Christian Family in Pakistan Continues to Suffer Following Recovery of Abducted Daughter | Persecution

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Christian Family in Pakistan Continues to Suffer Following Recovery of Abducted Daughter

By ICC’s Pakistan Correspondent

05/01/2020 Washington D.C. (International Christian Concern)For Christians in Pakistan, abductions, sexual assaults, forced conversions, and forced marriages continue to be a significant abuse faced by their community. In 2019, International Christian Concern (ICC) documented at least 50 separate incidents of Christian women and girls being affected by this issue.

In January 2019, a 16-year-old Christian girl named Maria (her name has been changed for security purposes) was the victim of one of these incidents.

On January 27, Maria was abducted from a relative’s house in Punjab, Pakistan, by a group of Muslim men. For several weeks, Maria was raped multiple times in captivity, forced to convert to Islam, and married to one of her captors. According to Maria, she was severely beaten by four men after she initially refused to convert to Islam.

When Maria’s family came to know that she was missing, they immediately filed a report with the local police. Through several weeks of police efforts, Maria was recovered. However, this was only the beginning of the legal battle Maria and her family had to wage against her captors. It was also several weeks before Maria was allowed to return home to her family.

The legal battle started in March 2019 with Maria stating for the record that she had not freely converted to Islam or freely married her captor. Instead, she reported that she was forced to do these things against her will and under threat of harm.

A month later, in April 2019, Maria appeared before a court and repeated this statement. After this hearing, the court allowed Maria to return home to her parents. Fearing threats and a repeated abduction, Maria’s family moved to a new neighborhood where they remain in hiding.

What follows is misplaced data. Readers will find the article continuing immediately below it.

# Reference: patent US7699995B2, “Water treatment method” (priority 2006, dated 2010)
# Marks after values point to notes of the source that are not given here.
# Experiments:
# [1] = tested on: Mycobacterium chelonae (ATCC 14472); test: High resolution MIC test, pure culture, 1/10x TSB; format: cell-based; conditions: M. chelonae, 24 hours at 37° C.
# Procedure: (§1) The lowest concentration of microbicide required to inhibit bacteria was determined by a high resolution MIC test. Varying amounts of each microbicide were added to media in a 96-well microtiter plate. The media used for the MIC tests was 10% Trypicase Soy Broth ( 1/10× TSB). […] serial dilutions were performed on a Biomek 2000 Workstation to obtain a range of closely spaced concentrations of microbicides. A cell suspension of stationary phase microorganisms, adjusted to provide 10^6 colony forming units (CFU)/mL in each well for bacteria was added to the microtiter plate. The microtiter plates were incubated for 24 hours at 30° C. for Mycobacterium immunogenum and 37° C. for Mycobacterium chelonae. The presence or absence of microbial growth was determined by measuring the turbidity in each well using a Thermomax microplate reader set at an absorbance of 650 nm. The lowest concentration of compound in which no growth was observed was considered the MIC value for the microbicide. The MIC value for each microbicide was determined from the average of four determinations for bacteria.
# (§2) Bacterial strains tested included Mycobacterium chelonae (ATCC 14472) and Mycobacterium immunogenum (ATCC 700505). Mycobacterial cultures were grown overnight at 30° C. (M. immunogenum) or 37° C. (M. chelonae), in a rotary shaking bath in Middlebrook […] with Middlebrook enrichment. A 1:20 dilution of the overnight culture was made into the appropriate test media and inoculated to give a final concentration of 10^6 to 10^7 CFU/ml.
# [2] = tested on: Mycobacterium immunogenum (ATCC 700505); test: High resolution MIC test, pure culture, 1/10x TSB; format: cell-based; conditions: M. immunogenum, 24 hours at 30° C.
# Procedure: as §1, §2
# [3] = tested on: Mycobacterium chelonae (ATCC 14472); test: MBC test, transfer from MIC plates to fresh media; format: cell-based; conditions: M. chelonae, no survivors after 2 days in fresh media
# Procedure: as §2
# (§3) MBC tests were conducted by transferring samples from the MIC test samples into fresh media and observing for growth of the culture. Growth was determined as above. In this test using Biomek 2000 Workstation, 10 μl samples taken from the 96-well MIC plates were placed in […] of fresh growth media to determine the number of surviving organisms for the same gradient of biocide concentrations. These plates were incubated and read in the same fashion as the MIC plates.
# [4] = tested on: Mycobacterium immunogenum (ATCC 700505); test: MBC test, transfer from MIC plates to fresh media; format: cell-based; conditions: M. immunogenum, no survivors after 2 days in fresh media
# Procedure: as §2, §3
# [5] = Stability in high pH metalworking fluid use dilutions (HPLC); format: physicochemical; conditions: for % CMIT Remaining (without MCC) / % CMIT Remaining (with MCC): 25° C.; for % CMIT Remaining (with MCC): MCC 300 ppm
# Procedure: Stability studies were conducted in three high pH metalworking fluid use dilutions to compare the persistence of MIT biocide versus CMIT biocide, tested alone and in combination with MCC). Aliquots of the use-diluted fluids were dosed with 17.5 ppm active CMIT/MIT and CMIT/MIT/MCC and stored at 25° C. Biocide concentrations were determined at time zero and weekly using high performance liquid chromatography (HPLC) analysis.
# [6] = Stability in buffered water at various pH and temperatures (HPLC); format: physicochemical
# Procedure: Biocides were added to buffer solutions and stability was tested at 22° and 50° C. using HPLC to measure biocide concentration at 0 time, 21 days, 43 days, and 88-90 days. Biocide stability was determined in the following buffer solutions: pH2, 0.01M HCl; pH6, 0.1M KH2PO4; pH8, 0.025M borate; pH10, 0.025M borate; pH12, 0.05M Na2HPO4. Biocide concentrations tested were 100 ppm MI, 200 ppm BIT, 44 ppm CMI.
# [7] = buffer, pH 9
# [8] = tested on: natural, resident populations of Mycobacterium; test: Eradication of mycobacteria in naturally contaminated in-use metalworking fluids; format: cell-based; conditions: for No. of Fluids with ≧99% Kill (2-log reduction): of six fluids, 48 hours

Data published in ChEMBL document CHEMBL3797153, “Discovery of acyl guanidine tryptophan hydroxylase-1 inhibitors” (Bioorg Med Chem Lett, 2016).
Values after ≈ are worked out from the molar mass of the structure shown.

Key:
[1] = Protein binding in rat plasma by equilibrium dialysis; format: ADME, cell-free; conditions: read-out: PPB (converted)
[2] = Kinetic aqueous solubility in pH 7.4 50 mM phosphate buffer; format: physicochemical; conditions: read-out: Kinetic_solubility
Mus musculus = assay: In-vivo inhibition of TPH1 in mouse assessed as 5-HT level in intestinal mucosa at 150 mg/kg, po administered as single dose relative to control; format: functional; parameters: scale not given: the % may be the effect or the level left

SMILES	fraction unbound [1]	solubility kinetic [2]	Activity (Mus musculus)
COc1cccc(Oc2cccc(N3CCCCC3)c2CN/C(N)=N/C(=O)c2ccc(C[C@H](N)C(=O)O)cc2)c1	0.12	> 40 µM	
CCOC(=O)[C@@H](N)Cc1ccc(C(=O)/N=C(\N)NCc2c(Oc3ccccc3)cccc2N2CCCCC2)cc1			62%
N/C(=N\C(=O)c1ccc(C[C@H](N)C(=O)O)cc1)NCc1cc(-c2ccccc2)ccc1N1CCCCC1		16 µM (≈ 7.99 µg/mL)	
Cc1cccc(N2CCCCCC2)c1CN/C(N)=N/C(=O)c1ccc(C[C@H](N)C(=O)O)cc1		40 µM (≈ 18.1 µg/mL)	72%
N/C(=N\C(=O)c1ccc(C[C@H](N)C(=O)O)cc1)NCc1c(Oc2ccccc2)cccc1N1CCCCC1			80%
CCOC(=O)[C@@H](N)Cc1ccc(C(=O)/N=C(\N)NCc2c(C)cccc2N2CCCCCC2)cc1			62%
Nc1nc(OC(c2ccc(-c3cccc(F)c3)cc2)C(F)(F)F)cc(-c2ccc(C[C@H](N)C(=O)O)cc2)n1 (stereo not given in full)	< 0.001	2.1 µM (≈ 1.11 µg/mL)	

Forced conversions are just one form of systematic and gross human right violations in Pakistan,” Peter Jacob from the Center for Social Justice in Pakistan told ICC. “The price is paid heavily by the most vulnerable sections of society, and this carries a manifold impact on their lives.

Abductions and assaults on women and girls from Pakistan’s religious minority communities, like that experienced by Maria, are unfortunately common. According to a study by The Movement for Solidarity and Peace Pakistan, an estimated 1,000 women and girls from Pakistan’s Hindu and Christian community are assaulted, kidnapped, forcefully married to their captor, and forcibly converted to Islam every year.

The issue of religion is also often injected into cases of sexual assault to place religious minority victims at a disadvantage. Playing upon religious biases, perpetrators know they can cover up and justify their crimes by introducing an element of religion.

Following the successful recovery of victims, some victims and their families report continued suffering. Perpetrators often avoid prosecution for their crimes and can openly harass victims and families with impunity.

In Maria’s case, this harassment has forced the family into hiding. With little hope of assistance from Pakistan’s authorities, the family will likely remain in hiding until Maria’s captors lose interest and give up looking for her.

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